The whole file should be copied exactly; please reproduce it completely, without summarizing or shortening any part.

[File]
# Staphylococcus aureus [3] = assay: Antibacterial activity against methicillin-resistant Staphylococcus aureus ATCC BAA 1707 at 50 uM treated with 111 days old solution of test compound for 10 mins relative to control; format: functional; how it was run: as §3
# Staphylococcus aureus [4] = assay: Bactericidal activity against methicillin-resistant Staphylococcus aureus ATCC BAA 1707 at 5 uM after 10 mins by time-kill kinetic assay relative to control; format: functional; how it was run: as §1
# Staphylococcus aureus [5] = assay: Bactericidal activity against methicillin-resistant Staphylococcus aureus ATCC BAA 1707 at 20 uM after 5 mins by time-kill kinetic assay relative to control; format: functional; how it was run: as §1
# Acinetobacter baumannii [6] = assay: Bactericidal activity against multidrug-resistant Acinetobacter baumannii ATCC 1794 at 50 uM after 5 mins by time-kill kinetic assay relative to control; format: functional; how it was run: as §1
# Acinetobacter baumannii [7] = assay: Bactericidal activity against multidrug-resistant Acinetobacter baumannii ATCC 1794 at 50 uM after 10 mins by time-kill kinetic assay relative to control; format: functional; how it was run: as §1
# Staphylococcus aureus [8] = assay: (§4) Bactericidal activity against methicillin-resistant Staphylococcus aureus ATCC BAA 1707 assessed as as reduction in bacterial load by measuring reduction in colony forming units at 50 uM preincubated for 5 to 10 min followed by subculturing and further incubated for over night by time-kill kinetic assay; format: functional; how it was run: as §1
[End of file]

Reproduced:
# Staphylococcus aureus [3] = assay: Antibacterial activity against methicillin-resistant Staphylococcus aureus ATCC BAA 1707 at 50 uM treated with 111 days old solution of test compound for 10 mins relative to control; format: functional; how it was run: as §3
# Staphylococcus aureus [4] = assay: Bactericidal activity against methicillin-resistant Staphylococcus aureus ATCC BAA 1707 at 5 uM after 10 mins by time-kill kinetic assay relative to control; format: functional; how it was run: as §1
# Staphylococcus aureus [5] = assay: Bactericidal activity against methicillin-resistant Staphylococcus aureus ATCC BAA 1707 at 20 uM after 5 mins by time-kill kinetic assay relative to control; format: functional; how it was run: as §1
# Acinetobacter baumannii [6] = assay: Bactericidal activity against multidrug-resistant Acinetobacter baumannii ATCC 1794 at 50 uM after 5 mins by time-kill kinetic assay relative to control; format: functional; how it was run: as §1
# Acinetobacter baumannii [7] = assay: Bactericidal activity against multidrug-resistant Acinetobacter baumannii ATCC 1794 at 50 uM after 10 mins by time-kill kinetic assay relative to control; format: functional; how it was run: as §1
# Staphylococcus aureus [8] = assay: (§4) Bactericidal activity against methicillin-resistant Staphylococcus aureus ATCC BAA 1707 assessed as as reduction in bacterial load by measuring reduction in colony forming units at 50 uM preincubated for 5 to 10 min followed by subculturing and further incubated for over night by time-kill kinetic assay; format: functional; how it was run: as §1